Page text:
D.C. earthquake: Front-page woman in purple speaks!
- (Photo: Associated Press)
Every historic event requires an iconic photograph. In the case of Tuesday's earthquake, some might argue for the damaged steeples of the National Cathedral, but no single photo has risen above the others. Instead, I would argue that it's the photo — two, actually, but taken just seconds apart — of a bespectacled woman in a purple blouse, her hands to her face in shock.
That image, as we pointed out in an analysis of yesterday's front pages, was featured on the cover of four dailies in the D.C. area: the Examiner, Times, Herald-Mail, and Express. While this repetition exposed a lack of originality on the part of those newspapers — as the "All Shook Up" headlines also did — I almost can't blame them for choosing the image. It doesn't represent what most of us experienced, but the emotion shown by the woman in purple is very real.
And I know this because I found her: Susy Ward, 49, of Huntingtown, Md. A trademark paralegal at Banner & Witcoff, on 13th Street NW near L Street, she was standing outside her building when the photos were taken by Associated Press photographer J. Scott Applewhite, who works in the same building. But what could she possibly have seen that caused such a dramatic reaction?
The answer is more reasonable than I expected: Ward hadn't realized yet that it was an earthquake. At first, she thought it was just her building that had shook. Then she ran outside, where "there was nothing but wall-to-wall people," and realized everyone had experienced the same thing. Experienced what, though?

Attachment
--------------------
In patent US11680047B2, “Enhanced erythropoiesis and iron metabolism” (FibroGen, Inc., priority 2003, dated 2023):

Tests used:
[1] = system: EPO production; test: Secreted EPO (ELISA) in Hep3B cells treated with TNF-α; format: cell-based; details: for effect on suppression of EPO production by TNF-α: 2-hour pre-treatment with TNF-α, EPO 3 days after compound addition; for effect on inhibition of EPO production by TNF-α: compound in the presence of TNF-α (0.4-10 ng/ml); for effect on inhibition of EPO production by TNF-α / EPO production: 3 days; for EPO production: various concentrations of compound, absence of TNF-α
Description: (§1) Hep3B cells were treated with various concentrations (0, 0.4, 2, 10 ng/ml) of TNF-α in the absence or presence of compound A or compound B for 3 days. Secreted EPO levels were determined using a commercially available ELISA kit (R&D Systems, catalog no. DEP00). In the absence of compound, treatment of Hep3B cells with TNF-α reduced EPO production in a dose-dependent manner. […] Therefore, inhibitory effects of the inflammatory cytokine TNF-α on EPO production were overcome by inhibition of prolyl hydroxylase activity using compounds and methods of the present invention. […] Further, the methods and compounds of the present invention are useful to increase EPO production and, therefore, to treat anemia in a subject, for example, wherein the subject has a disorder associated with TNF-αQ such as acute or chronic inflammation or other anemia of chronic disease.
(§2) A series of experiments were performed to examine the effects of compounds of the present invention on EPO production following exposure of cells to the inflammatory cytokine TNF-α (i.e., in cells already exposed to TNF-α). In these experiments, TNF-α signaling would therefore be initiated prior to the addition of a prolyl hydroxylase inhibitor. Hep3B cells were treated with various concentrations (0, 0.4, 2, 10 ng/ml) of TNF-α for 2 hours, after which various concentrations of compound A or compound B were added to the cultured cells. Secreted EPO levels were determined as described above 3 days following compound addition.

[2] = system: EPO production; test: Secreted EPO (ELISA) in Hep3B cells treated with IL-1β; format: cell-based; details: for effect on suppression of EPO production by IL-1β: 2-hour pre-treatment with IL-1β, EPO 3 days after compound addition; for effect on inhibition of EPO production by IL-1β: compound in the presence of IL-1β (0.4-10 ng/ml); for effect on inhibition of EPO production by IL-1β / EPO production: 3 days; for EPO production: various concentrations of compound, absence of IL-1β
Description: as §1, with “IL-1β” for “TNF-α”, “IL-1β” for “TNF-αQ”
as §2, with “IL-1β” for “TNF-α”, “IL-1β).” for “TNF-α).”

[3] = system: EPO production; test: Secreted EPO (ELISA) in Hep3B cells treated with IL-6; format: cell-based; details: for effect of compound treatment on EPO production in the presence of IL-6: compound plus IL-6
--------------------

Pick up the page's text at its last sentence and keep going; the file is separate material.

Terrorism crossed her mind, but, she says, "Even this just seemed worse than 9/11 to me — as far as what I saw out there — because on 9/11 I just shot out of here, there was no traffic."
Her second thought: "Maybe a plane had landed and maybe hit trees or a building." But she saw no plane.
It was her third thought that Applewhite caught on camera.
"There's a building being razed next door to us, and we all thought they'd dropped one of those giant steel beams that they drill into the ground," Ward says. "So when I got outside, that was my reaction when I saw the masses of people. I was like, 'Holy cow.'" She thought maybe people had been crushed underneath, which would have been horrifying indeed.
She was no less shocked, though, to discover that it was a quake, saying, "The magnitude of that hit me almost to the point of tears. We have no control."
Yesterday, she woke up to find her image splashed across the region's front pages. Coworkers kept bringing copies of them to her desk, and her husband, who was home during the quake, joked that he should become her agent and publicist. It's been a fun 15 minutes of fame.
About that purple blouse, though. If the image is iconic, in some small way, then it's as much because of that bright garment — which she bought at Sears, the brand unknown — as her reaction. If she knew her photo was going to spread all over town, would she have worn anything else? A dress, perhaps?
"No, because I never wear dresses anymore," Ward says. She's worn pants ever since 9/11. That way, she explains, she always has her phone, keys, and wallet in her pockets, and can flee a disaster at a moment's notice.
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